This Pebble Beach award-winner was restored by college students
One Sunday a year, the 18th green of Pebble Beach Golf Links turns into a parking lot. Not just any parking lot, though—a gathering of the world’s finest automotive restorers who have spent countless hours fretting over every minute detail of their vintage cars. Mixed into the Postwar Luxury class this year was an interesting addition: A black 1953 Mercedes-Benz 300S Cabriolet. Not an unusual sight, in the context … unless you knew how it got there.
At 4 a.m. that morning, among the crowd of restorers and owners with decades of experience, stood a group of nervous teens and 20-somethings surrounded by even more nervous adults. Though dawn had not arrived, all were sharply dressed and bright-eyed: It was time to put their sleek German cabriolet into the march of priceless metal primed to roll onto the lawn for the annual Pebble Beach Concours d’Elegance. The young restorers were likely a glimmer in their parent’s eyes when most of the other restorers on the green were running their own restoration shops. Sure, there are plenty of first-time participants every year at Pebble Beach, but rarely, if ever, does anyone qualify for the 72-year-old event with their first restoration.
Okay, that might be a little misleading. The 300S is not owned by the cadre of youth, and the car’s restoration was overseen by McPherson College. It is a humble private college, with fewer than 1000 students, located in the center of Kansas farm country. On the edge of the campus sits Templeton Hall, which houses the college’s Automotive Restoration program. Inside this brick and stucco building, the next generation of automotive restorers are learning and honing their craft. The Mercedes project has been the program’s guiding light for 10 years, setting the course for its future and, possibly, for the future of restoration industry as a whole.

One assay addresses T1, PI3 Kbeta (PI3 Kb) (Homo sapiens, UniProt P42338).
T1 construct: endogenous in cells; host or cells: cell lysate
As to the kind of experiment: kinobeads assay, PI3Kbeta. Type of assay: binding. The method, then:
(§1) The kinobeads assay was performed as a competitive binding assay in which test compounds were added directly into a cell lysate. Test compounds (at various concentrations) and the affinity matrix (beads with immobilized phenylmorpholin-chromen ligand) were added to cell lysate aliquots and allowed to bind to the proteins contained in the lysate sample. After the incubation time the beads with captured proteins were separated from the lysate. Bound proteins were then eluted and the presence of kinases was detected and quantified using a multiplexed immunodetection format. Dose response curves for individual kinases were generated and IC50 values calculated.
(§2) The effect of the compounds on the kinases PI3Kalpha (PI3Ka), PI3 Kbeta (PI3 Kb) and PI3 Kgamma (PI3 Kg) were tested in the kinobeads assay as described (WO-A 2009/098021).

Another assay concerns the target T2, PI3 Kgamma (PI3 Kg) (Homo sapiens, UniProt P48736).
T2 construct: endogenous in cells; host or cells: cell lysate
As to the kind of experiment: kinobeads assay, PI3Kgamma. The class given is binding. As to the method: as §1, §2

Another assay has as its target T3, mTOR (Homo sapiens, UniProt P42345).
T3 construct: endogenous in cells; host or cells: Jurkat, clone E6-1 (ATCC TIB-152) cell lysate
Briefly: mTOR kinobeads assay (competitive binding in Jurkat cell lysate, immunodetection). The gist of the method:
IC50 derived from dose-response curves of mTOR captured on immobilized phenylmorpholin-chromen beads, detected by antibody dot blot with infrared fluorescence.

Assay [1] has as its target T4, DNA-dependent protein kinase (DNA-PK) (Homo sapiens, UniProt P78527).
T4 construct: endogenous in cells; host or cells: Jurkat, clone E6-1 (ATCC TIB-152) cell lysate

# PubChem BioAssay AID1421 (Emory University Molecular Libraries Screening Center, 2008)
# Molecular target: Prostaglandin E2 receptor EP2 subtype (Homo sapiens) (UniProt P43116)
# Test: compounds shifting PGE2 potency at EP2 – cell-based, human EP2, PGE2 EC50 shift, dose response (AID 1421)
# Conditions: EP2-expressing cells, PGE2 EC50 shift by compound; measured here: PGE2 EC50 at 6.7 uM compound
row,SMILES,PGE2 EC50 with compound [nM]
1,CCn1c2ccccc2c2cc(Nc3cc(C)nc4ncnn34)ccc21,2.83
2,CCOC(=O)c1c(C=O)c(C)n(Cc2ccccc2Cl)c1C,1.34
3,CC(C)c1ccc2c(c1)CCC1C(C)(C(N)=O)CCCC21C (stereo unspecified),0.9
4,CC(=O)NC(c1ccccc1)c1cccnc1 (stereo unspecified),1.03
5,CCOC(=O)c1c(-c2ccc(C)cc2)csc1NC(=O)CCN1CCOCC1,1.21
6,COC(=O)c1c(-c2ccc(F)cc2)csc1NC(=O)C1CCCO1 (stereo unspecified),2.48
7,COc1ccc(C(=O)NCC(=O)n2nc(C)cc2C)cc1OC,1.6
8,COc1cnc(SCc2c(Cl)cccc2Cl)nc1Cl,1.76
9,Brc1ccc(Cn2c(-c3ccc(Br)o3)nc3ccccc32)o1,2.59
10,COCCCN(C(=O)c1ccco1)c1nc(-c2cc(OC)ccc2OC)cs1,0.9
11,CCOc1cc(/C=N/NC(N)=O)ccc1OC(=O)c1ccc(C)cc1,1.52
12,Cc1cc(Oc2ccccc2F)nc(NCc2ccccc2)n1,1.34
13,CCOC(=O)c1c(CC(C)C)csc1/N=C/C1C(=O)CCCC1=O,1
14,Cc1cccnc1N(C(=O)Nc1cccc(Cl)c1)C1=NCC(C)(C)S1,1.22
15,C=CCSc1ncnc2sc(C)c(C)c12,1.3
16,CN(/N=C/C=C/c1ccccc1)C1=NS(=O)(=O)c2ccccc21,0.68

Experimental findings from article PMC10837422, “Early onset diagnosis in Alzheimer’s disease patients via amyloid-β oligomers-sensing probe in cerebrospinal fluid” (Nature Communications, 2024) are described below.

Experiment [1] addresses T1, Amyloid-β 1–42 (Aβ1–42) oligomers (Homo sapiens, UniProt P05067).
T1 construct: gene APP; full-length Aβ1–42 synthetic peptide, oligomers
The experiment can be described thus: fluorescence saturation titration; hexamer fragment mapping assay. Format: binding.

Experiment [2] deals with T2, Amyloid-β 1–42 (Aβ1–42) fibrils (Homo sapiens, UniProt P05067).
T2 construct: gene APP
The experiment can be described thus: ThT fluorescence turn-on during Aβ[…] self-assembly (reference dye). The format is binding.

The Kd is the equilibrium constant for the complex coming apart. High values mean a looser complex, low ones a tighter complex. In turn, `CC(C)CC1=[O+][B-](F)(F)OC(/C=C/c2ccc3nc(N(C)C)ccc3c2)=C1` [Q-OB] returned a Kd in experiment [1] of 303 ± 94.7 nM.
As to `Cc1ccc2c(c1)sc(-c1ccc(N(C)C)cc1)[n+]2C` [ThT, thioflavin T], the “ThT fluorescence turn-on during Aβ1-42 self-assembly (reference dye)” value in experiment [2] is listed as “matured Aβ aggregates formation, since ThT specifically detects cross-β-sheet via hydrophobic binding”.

“Many car collectors dream of just competing at Pebble Beach their entire lives,” said the president of McPherson College, Michael Schneider. “This is 10 years in the making, with students, alumni, and faculty pouring their heart and soul into this restoration project of the Mercedes-Benz to make this vision a reality. This accomplishment puts our students on par with the professionals of automotive restoration.”
To put students on the path to that kind of experience is one thing; competing at Pebble Beach is another. There was some tense hand-wringing among the students and faculty on Sunday as the concours judges made their rounds. Each entrant holds a buzzer, which vibrates to summon a car to the awards stand to accept an award, either for its class or for the entire competition. To the shock and awe of the students, professors, and alumni present last Sunday, the buzzer in hand of project lead Brian Martin lit up mid-afternoon. Word spread that McPherson’s Benz would be crossing the awards stage: It was one of three cars selected from the Postwar Luxury class. Anticipation built.
The nervous students piled into the car to ride across the stage. In one sense, they had already won: Matt Kroeker, one of the students who participated in the presentation to the judges, was elated just to be competing at Pebble Beach. Anything else, he felt, was just icing on the cake.
The car rumbled to a stop on the ramp. The P.A. system barked across the green: Second in class, to the McPherson Benz.
Thousands of applicants apply to participate in the Pebble Beach Concours. Dozens are selected, and even fewer are called out by the judges as top in their respective groupings. There is no consolation prize for Pebble Beach, and the level of restoration has never been higher than in 2023. To see McPherson’s Mercedes 300S Cabriolet not only on the 18th green but winning an award proves that the next generation of restorers not only exists but is incredibly talented, primed to step off the graduation stage into shops and facilities doing top-tier work. Congratulations to everyone involved in the project.
If you would like to help support McPherson College and its automotive restoration projects you can visit mcpherson.edu/autorestoration.